by NIR KAISSAR / pic by BLOOMBERG
THERE are only a few basic rules of investing: Diversify, keep your costs low and probably the most important, hang on when markets tumble occasionally. The last one is the trickiest. It’s not easy watching money vanish as the market plunges, particularly when many people, some of them highly respected, are carping about the end of the world, which invariably accompanies a market collapse.
So it was when Covid-19 sent US stocks into a tailspin in late February. The S&P 500 Index shed a third of its value in just more than four weeks, one of the steepest retreats on record, amid widespread chatter that the pandemic would plunge the US into a long depression, wiping out whole industries and permanently damaging broad swaths of the economy.
Hanging on to stocks through that chaos was no small feat, and amazingly, most investors managed to do it. Research firm Dalbar Inc, which attempts to track investors’ moves into and out of mutual funds, concluded in a recent report that “the average investor’s appetite for equities has remained unchanged throughout the Covid crisis”. Vanguard Group, which oversees more than US$6 trillion (RM24.42 trillion) in assets, found that less than 0.5% of its retail clients and self-directed investors in its retirement plans panicked and moved to all cash between Feb 19, the market’s pre-coronavirus peak, and May 31.
That’s a big change from previous meltdowns, most recently the 2008 financial crisis, when investors dumped stocks in droves. It seems to have finally sunk in that all crises pass and that the stock market eventually recovers, no matter how desperate things seem at the time.
And true to form, the market recovered sooner than anyone expected. It shot higher in late March and surpassed its pre-Covid high in August, even as the virus showed few signs of slowing. As it turned out, the recovery began roughly eight months before news arrived that a highly effective vaccine is in hand and will start to be distributed soon. That sounds about right.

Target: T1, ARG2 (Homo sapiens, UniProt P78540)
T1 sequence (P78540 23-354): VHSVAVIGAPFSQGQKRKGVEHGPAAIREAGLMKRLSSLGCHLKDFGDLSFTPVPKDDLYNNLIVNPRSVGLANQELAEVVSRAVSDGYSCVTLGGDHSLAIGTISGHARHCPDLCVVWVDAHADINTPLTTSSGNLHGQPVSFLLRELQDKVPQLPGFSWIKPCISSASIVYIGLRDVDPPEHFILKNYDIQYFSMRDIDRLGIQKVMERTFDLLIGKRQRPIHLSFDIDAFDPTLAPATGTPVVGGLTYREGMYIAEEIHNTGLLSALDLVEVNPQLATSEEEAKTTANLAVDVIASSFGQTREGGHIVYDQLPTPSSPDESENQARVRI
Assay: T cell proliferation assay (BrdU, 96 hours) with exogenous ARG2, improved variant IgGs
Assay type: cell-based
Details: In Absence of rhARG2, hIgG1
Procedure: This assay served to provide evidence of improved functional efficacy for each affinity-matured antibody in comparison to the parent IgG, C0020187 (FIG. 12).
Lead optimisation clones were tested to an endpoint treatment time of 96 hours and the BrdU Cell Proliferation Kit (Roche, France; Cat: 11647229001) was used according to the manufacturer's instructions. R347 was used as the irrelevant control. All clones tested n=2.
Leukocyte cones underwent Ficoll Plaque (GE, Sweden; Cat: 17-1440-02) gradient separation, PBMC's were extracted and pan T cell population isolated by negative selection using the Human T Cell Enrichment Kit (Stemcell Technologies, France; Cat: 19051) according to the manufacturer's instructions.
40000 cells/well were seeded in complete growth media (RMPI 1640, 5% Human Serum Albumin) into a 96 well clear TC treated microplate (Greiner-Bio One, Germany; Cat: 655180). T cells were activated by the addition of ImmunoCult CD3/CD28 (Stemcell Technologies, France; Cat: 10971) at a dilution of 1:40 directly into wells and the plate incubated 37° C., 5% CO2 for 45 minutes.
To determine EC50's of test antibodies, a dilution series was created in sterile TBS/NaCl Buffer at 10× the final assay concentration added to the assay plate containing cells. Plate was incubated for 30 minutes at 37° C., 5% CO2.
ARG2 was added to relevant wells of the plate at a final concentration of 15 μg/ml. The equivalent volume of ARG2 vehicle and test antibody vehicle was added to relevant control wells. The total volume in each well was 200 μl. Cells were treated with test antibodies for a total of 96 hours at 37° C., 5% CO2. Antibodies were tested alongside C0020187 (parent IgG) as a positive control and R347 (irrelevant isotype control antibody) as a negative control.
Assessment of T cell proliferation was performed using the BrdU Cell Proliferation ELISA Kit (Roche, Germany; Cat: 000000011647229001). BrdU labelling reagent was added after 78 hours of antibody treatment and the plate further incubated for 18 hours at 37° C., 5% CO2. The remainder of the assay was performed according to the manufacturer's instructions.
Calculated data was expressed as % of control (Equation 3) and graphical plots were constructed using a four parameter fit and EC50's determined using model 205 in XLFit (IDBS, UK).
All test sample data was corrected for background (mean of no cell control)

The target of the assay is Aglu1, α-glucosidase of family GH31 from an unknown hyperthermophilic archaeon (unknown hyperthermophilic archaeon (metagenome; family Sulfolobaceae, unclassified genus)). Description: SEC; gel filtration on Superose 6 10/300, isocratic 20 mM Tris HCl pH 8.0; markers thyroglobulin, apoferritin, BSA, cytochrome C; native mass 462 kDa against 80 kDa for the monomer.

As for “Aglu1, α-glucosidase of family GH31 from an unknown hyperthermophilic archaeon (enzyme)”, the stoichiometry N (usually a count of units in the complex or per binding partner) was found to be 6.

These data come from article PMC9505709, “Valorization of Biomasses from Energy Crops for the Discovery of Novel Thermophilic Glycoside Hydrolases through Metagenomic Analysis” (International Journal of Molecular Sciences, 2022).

Those who dumped their stocks along the way, gambling that the market is poised for a long slump and would give them an opening to re-enter at even lower prices, now face a hard choice.
The market is up roughly 60% from its March low, so getting back in means coming to terms with a costly mistake. Say you had US$100,000 in the market at the pre-coronavirus peak and sold roughly halfway down, recovering about US$83,000. If you had stayed in the market, you would have roughly US$107,000 today, or close to 30% more money than when you exited. That’s tough to swallow.
But the alternative is worse. The temptation is to wait stubbornly for the market to revisit its lows, a day that may never come. During the financial crisis, the market turned sharply higher in March 2009, even though it was not yet evident that a collapse of the financial system would be averted. When the all-clear came several months later, the market had risen roughly 60% through October.
Sound familiar? Investors who dumped their stocks during the financial crisis faced the same choice modern day deserters do now. Those who jumped back in after the crisis eased in 2009 have more than tripled their money despite buying back at what must have seemed like an outrageous price at the time, while those who waited for the elusive ideal re-entry are still waiting.
There are countless other examples. With rare exception, when the market surges from the depths of a crisis, it’s a signal that it has moved on, even if some investors have not. Chances are, the market has moved on from Covid-19, and investors should, too. The next time — and yes, there will be a next time — investors are tempted to dump their stocks during a crisis, they should focus not on getting out but getting back in. That should clarify the wisdom of staying put. No one can anticipate the bottom in advance, which means that the re-entry will either be too early or too late. And too early is unrealistic. If you’re tempted to run for the exit when the market is down 20%, you probably won’t be in the mood to buy when it’s down 30% or more. That leaves one alternative: Buying late, which is the pickle some investors are in now. It’s best to avoid that quandary altogether by remaining invested. For now, those who got out should recognise that there will never be a better time to get back in, at least one that can be known in advance. — Bloomberg
This column does not necessarily reflect the opinion of the editorial board or Bloomberg LP and its owners.